Date of this Version
ND State Water Commission, ND Department of Emergency Services, and US Army Corps of Engineers.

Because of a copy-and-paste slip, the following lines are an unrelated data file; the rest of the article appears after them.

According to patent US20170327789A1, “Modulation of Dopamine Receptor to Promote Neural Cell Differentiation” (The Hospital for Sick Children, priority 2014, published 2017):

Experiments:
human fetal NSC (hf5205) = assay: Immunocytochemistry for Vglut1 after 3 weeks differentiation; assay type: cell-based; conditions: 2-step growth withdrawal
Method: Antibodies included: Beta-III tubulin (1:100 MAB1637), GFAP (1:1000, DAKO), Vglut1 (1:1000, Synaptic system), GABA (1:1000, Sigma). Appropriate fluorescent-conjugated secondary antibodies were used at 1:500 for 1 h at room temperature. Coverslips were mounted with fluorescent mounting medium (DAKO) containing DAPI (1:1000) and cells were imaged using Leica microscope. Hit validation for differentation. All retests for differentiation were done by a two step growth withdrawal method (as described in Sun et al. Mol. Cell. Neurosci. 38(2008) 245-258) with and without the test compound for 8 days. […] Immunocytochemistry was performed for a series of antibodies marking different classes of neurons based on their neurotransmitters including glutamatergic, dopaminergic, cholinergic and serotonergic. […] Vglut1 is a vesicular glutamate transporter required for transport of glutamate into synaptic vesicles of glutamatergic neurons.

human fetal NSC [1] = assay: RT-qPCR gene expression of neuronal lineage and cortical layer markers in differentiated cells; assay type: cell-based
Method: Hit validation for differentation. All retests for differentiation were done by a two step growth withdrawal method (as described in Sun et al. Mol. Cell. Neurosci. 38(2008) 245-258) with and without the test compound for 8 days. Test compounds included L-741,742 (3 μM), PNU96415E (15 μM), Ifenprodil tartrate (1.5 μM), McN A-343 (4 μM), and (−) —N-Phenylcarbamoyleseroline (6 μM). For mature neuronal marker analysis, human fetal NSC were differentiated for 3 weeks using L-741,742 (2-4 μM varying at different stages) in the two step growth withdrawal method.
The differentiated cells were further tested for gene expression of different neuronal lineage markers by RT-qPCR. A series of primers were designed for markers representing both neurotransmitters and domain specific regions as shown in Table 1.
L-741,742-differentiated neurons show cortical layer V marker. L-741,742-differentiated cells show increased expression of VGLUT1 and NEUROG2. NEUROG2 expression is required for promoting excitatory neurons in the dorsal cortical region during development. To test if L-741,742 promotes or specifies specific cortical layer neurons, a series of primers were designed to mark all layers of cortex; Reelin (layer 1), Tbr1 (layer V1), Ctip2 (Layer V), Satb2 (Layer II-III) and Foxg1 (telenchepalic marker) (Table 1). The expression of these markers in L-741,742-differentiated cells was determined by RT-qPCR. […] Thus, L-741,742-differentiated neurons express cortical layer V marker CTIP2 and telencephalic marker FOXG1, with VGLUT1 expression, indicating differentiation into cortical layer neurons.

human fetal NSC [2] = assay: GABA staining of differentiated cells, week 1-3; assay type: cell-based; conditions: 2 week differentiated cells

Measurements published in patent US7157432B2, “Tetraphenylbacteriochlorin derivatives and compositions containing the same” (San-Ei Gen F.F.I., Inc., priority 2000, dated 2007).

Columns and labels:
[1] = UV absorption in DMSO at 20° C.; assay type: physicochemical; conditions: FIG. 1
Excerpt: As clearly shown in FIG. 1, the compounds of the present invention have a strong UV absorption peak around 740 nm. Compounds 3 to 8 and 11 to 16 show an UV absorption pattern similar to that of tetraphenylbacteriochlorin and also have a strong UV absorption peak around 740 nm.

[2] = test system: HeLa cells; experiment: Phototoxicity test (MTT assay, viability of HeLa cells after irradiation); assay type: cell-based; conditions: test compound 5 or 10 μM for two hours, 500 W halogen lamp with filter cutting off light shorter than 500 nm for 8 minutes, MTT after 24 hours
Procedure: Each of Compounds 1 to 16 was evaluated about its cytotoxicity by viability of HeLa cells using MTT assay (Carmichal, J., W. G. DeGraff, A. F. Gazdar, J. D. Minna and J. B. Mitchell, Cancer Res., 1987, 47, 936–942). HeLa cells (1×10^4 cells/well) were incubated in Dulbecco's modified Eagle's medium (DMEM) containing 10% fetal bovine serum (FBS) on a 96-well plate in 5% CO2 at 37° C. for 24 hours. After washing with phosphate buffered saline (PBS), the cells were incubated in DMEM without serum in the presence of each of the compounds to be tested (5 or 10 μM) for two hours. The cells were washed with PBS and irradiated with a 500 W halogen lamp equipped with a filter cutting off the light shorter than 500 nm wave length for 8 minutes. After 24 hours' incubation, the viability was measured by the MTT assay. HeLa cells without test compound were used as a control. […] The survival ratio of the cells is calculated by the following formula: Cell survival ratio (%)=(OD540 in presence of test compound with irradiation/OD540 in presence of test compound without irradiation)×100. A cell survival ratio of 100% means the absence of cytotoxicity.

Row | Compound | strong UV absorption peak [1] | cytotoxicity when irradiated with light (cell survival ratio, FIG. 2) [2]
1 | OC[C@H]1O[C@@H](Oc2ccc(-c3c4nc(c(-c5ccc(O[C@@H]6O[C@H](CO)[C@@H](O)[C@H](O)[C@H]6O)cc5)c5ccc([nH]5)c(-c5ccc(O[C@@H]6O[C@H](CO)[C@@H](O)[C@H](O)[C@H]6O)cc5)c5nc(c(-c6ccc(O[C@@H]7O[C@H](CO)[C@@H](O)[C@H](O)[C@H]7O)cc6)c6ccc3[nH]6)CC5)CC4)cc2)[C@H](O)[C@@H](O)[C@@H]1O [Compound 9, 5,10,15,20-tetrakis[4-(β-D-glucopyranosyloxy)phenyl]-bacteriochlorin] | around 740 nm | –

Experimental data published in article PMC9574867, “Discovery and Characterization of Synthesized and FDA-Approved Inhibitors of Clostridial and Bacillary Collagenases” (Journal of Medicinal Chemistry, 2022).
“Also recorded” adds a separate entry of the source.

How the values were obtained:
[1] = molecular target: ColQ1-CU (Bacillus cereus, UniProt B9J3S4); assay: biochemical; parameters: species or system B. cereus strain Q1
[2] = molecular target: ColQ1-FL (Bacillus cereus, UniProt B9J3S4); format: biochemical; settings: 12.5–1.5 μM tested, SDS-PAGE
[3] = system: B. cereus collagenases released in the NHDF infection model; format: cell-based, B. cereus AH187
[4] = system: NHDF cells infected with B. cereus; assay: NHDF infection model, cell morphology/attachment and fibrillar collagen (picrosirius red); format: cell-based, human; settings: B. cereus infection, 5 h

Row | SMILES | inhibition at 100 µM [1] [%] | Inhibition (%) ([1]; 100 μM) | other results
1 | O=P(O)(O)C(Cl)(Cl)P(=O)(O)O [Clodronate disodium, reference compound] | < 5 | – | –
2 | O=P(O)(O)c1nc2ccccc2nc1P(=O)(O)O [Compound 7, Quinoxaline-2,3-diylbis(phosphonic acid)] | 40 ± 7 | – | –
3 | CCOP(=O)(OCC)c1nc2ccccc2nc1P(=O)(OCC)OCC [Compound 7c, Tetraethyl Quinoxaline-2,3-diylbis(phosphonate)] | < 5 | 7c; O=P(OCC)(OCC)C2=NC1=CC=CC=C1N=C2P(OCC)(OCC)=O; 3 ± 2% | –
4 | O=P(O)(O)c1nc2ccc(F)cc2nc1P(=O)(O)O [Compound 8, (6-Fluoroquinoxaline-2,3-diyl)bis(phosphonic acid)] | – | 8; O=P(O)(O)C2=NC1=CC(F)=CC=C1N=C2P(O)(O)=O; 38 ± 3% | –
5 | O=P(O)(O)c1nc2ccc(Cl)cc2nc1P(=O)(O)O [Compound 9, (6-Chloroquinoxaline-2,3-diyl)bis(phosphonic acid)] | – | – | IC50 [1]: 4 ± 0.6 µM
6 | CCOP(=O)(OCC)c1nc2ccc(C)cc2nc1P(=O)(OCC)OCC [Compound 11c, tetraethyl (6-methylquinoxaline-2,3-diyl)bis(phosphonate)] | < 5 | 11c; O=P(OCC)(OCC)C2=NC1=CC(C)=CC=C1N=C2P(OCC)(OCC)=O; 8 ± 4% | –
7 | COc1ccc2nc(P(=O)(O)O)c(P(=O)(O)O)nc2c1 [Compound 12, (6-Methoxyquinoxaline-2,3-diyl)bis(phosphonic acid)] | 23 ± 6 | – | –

Devils Lake is a Closed Basin Lake (CBL) located in northeast North Dakota, and is a sub basin of the Red River of the North drainage system. It is a CBL in that, although it lies within the Red River drainage system, no water has naturally left the Devils Lake Basin in recorded history (since the 1830s). Instead, the basin's surface runoff flows through many small coulees (streams) and lakes and is collected by Devils Lake or Stump Lake (located to the east of Devils Lake). There it remains until it evaporates, enters the groundwater, or overflows naturally into the Red River via Stump Lake and the Sheyenne River. The natural state of Devils Lake is one of fluctuation. There is no “normal” lake level or natural footprint for it to occupy. Yearly variations in precipitation, long-term climatic instability, and the unusual hydrologic characteristics of the basin all contribute to this volatility. Geologic evidence shows that the water level in Devils Lake has fluctuated significantly from completely dry (about 1400 feet Mean Sea Level, or MSL) to overflowing into the Sheyenne River (around 1458 feet MSL) since the end of the last glacial period (about 10,000 years ago). According to the US Geological Survey, this phenomenon may have occurred at least twice in pre-recorded history. Records from the first European settlement in the area indicate that the lake level in the 1830s was above 1440 feet MSL. That level dropped sporadically to reach a low of about 1402 feet MSL in 1940. It rose again to 1429 feet MSL in 1987, and dropped back to 1423 feet MSL in 1991. Ironically, one of the most contentious issues in the Devils Lake basin in the late 1980’s- early 1990’s were concerns over the economic impacts of low lake levels on the region. Starting in 1993 and continuing to the present, Devils Lake has steadily risen to record levels, and caused great damage and devastation in the process. During the spring and summer of 2010, Devils Lake hovered in the area of 1452 ft MSL. The most recent assessments of the National Weather Service (NWS) indicate the wet cycle feeding Devils Lake will last for potentially another decade.